Friday, 30 April 2010

Starting A New Novel

I have started a new novel and I cannot tell you how good it feels to write those words. For months now I have been kicking my heels, thinking, brooding, plotting, planning, cudgelling my brains and getting depressed, beginning to lose all confidence in my ability to conjure up stories, telling myself not to be ridiculous, telling myself that it was only a matter of time, trying to be patient, trying not to despair.

Then last night I suddenly found myself sitting down in front of the computer and starting. And today I have sketched out the first chapter. When it was finished I loved it so much I couldn’t sit down. I had to get up and pace excitedly around the room with a maniacal grin on my face.

I read it to my wife, of course, like the beginnings of all my novels, waiting in trepidation to see whether or not she would give it the thumbs up. But to tell the honest truth there wasn’t too much genuine fear because deep down I knew that it was good. That it was going to fly. That I had found myself a new project.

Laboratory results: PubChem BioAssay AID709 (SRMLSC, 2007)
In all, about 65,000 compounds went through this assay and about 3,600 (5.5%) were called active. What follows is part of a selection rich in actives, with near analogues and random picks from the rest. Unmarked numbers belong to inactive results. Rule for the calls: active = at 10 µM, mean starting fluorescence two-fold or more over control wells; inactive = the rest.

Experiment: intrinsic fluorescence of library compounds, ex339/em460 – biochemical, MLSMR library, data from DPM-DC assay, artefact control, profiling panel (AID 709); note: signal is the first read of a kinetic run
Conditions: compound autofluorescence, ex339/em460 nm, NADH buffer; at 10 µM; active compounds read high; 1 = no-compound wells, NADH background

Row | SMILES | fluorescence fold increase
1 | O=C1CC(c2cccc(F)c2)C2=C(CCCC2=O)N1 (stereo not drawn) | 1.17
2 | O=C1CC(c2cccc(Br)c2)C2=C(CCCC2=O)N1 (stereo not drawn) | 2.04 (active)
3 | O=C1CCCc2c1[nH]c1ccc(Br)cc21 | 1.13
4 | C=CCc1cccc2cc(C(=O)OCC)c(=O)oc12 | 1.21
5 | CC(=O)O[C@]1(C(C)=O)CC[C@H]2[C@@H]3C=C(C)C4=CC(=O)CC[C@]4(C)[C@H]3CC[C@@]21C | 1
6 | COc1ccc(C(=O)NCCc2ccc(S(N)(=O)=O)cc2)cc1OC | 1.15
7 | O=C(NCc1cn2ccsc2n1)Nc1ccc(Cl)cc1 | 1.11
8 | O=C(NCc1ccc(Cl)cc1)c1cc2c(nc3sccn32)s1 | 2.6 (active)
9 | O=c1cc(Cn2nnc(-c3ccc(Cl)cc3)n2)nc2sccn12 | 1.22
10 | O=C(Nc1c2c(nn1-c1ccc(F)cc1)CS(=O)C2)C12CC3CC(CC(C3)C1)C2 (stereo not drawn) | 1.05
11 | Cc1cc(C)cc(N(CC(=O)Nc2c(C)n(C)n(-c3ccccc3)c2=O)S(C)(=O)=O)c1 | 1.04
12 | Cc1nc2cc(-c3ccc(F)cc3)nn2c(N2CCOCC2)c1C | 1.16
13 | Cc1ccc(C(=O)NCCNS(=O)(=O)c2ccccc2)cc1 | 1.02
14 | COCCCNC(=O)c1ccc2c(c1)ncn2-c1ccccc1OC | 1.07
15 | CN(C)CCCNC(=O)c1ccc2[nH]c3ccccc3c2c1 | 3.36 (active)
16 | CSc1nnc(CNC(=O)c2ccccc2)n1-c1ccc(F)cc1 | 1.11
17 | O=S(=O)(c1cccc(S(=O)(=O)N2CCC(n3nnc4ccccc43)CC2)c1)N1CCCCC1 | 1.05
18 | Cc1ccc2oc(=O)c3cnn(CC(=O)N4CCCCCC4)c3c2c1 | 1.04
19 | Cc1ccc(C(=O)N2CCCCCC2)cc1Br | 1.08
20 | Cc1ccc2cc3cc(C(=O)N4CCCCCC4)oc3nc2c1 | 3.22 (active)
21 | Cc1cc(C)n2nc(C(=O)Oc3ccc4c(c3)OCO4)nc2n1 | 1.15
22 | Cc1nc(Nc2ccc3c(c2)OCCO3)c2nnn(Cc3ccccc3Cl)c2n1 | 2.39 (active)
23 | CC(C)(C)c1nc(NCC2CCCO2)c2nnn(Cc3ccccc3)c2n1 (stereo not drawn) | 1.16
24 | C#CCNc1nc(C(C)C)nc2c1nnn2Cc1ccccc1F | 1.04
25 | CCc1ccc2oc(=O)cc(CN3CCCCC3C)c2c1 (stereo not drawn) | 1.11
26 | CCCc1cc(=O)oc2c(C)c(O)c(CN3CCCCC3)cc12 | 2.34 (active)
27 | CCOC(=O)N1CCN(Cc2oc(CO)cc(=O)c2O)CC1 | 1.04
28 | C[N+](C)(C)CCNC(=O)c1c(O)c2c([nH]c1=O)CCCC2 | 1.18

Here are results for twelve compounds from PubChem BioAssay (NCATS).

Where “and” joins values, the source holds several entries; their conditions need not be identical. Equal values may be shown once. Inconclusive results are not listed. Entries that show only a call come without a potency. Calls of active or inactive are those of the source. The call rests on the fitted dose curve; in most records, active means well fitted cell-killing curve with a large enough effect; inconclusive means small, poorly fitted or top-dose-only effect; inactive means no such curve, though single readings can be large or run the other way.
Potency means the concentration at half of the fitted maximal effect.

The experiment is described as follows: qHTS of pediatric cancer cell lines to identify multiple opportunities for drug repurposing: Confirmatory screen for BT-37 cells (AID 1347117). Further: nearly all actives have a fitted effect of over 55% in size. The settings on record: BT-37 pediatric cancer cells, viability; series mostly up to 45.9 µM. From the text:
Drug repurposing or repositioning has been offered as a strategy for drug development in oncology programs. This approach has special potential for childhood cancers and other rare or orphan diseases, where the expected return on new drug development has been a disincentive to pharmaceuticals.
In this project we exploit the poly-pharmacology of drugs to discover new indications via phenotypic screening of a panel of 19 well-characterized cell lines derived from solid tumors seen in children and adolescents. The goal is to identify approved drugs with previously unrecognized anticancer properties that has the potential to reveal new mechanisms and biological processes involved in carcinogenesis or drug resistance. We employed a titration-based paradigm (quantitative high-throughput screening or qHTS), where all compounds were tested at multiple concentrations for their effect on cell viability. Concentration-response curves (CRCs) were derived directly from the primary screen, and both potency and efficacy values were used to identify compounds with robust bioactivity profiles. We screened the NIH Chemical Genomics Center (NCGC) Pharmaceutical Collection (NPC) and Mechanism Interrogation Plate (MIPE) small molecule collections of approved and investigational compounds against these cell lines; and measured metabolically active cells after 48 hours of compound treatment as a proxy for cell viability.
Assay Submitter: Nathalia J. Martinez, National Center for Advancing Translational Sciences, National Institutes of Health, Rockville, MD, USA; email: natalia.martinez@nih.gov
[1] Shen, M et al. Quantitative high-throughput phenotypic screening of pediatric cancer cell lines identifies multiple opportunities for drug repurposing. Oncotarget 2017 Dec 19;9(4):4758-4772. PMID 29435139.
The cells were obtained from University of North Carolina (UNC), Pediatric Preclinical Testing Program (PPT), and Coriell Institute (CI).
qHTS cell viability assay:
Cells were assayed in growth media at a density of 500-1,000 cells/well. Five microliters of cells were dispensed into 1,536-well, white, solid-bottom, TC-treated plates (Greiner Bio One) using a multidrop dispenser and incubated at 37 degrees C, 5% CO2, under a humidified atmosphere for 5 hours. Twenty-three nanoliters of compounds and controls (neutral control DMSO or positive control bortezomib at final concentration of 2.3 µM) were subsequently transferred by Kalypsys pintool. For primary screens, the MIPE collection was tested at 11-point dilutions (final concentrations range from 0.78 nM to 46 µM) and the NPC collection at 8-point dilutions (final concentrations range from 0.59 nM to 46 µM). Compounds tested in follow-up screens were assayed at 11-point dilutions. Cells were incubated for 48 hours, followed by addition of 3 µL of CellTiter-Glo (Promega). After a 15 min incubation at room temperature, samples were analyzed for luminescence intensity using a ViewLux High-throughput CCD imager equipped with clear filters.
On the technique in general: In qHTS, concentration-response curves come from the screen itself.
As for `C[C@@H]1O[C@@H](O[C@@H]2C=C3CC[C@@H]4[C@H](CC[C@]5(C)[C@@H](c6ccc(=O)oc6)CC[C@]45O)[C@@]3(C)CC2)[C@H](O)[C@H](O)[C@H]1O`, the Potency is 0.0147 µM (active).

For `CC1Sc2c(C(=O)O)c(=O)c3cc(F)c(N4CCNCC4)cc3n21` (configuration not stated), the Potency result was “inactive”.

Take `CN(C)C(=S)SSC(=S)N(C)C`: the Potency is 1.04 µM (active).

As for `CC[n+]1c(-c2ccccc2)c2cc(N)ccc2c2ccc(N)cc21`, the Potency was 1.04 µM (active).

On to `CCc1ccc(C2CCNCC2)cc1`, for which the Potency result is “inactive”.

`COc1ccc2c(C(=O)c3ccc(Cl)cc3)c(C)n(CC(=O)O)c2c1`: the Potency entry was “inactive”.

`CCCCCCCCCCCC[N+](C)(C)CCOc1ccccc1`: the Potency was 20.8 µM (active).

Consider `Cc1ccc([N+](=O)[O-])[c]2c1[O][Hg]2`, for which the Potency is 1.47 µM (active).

How I love this moment. It’s like being one of those characters I read about when I was a child, setting out on an adventure, not knowing where it will lead, simply being swept up by the tide of events and allowing myself to surrender to it.

No doubt there will come days when I am profoundly depressed about the whole thing but the future can take care of itself. Tonight I am intoxicated with the thrill of creation.


Paul Lamb said...

An adventure in an armchair, never to be discounted! I'm happy for you (and maybe a little envious).

I've never understood the expression "kicking my heels" though.

Brian Keaney said...

Thank you, Paul. I agree 'kick one's heels' is odd. I've just found an online source that describes it as 'move the feet idly while enduring the tedium of wiating, like a servant standing by to be summoned.'

Elin said...

Never mind kicking heels, I get the urge to kick something a bit more tangible and often take it out on the piano, if not the students sitting at it.
Glad the old harridan Clio has graced you with her presence.


Brian Keaney said...

Thank you Starla. I get pretty grumpy, too, I can tell you.